Meanwhile, those in favor of Britain's departure from the EU have begun resorting to dubious reports in their effort to win over voters. A story in the British daily The Times on Friday claims that the EU has taken "steps towards creating a European army." According to the story in the conservative euroskeptic paper, the plan was to have been kept secret until after the Brexit referendum.

The story was likely referring to comprehensive foreign policy guidelines currently being developed by Federica Mogherini, the EU's top foreign policy representative. Mogherini's draft text includes ideas aimed at exploring stronger joint European defense efforts. Originally, she was scheduled to present her draft text in the coming days, but the presentation has been pushed back to June 24 due to British sensitivities regarding common EU defense efforts.

The European Commission immediately denied the Times report and said that the EU's new foreign and defense strategy does not include plans for the creation of an EU army.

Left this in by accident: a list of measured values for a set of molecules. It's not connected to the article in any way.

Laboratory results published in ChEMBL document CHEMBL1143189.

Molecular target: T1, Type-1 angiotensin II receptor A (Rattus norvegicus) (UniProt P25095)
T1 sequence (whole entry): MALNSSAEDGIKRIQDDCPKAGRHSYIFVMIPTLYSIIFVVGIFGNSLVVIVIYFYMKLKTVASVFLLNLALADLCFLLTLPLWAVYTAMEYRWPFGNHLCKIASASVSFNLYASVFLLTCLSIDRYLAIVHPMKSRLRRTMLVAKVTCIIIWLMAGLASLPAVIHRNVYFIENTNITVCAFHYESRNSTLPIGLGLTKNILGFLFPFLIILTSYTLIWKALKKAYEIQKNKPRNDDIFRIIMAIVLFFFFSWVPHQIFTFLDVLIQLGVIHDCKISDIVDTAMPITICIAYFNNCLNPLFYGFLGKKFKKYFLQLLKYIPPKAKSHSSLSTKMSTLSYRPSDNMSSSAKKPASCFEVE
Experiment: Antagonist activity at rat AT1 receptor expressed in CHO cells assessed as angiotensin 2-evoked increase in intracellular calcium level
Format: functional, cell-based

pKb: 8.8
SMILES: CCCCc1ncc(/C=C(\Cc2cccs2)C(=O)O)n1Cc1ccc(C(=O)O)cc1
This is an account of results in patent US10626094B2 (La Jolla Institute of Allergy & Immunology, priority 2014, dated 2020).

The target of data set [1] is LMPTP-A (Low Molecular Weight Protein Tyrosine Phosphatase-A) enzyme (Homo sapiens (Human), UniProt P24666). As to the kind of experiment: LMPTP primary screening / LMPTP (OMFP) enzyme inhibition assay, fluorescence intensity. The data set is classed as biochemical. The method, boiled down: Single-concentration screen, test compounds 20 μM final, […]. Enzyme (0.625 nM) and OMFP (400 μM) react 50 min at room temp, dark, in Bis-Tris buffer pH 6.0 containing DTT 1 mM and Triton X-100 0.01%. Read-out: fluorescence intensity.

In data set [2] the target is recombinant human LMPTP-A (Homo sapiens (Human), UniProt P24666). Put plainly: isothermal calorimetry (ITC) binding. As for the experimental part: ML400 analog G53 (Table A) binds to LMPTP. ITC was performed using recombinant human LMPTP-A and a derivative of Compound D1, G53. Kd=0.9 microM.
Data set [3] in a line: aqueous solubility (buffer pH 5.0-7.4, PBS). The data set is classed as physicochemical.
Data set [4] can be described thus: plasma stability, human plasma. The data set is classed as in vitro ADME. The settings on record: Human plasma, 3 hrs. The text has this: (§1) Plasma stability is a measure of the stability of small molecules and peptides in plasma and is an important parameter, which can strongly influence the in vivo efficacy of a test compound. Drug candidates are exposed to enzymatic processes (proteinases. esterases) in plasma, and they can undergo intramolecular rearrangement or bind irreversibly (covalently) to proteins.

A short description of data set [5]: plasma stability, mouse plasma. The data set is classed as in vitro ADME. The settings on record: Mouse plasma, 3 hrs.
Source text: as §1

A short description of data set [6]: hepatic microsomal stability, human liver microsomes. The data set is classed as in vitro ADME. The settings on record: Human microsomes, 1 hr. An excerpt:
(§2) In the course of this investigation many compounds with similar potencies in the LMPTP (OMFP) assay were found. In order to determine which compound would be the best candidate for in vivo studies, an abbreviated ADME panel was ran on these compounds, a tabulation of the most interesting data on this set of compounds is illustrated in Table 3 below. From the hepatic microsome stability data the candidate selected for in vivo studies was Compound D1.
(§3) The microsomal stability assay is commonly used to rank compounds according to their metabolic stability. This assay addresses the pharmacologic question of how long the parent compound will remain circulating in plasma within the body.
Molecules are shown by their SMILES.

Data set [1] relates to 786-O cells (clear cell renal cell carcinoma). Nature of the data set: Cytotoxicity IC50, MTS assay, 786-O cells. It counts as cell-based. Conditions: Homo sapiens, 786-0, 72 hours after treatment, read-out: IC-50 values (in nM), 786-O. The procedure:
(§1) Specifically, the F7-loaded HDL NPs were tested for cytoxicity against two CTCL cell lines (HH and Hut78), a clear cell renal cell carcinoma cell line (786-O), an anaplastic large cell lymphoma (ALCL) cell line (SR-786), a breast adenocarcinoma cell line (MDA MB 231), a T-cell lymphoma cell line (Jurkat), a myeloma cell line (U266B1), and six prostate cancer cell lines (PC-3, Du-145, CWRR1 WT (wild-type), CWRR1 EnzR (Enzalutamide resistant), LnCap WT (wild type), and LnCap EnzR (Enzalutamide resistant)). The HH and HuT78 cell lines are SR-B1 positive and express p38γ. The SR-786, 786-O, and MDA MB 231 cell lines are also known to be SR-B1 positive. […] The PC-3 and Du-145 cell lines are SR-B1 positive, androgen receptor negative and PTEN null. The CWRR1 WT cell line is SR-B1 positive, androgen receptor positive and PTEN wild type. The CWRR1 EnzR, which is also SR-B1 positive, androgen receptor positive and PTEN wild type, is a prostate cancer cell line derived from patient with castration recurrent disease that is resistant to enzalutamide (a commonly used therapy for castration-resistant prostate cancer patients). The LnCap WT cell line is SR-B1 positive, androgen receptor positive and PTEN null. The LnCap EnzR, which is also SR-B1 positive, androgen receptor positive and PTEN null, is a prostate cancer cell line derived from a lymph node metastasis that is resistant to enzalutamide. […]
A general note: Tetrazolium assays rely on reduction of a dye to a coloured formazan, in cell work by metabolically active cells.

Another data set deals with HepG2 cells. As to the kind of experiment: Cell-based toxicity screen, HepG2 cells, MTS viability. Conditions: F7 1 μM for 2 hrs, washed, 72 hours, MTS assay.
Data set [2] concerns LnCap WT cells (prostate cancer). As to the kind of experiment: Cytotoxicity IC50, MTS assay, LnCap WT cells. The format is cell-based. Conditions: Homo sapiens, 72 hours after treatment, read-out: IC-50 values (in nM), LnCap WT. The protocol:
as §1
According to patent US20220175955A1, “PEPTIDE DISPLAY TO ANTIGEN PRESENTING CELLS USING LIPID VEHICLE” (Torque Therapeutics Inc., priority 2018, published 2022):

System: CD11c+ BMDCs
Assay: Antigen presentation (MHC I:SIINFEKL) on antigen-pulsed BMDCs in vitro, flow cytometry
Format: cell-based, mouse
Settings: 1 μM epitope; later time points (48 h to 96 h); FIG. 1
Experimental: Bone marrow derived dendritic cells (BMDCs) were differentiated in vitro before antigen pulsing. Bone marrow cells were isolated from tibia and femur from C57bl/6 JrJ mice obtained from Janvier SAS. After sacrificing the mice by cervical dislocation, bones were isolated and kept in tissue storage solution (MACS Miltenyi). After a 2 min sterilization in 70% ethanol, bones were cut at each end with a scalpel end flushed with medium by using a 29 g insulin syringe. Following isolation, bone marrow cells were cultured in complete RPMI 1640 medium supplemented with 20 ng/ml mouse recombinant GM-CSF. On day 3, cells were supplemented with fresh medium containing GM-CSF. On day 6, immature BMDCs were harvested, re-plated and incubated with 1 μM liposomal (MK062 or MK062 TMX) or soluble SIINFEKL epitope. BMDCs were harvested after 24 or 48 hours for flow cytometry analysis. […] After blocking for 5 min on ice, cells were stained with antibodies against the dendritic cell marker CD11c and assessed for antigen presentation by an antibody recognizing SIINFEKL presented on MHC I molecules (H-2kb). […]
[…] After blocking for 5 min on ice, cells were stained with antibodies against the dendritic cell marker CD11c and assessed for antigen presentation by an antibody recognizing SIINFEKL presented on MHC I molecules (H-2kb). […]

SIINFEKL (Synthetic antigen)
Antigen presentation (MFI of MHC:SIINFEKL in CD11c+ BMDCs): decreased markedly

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Harold Rogers 05/27/2016
1. So they were making plans for a European Army!
What contorted logic is this article? So the European Commission denied reports about a European army but hid any secret discussions and denied any debate as usual. This is that unelected body which Britain wants to leave isnt it? What a farce!
Inglenda2 05/27/2016
2. There are two simple ways to stop a Brexit:
(1) Replace the undemocratic European commission with a, from the people elected, advisory board (2) Return to national sovereignty within a co-operative association of individual states. An EU in its current form is bound to fail, not only because of the wretched leadership, but also because it has a common currency, without the necessary harmony of social services and taxes. Should a netto payer, which Britain is, go, many others will follow because the Germans alone would be unable to pay all the waste being caused by ludicrous policies. Those countries which have grown used holding out their hands, would then have no reason to remain members.
Iwantout 05/27/2016
3. Making the same mistakes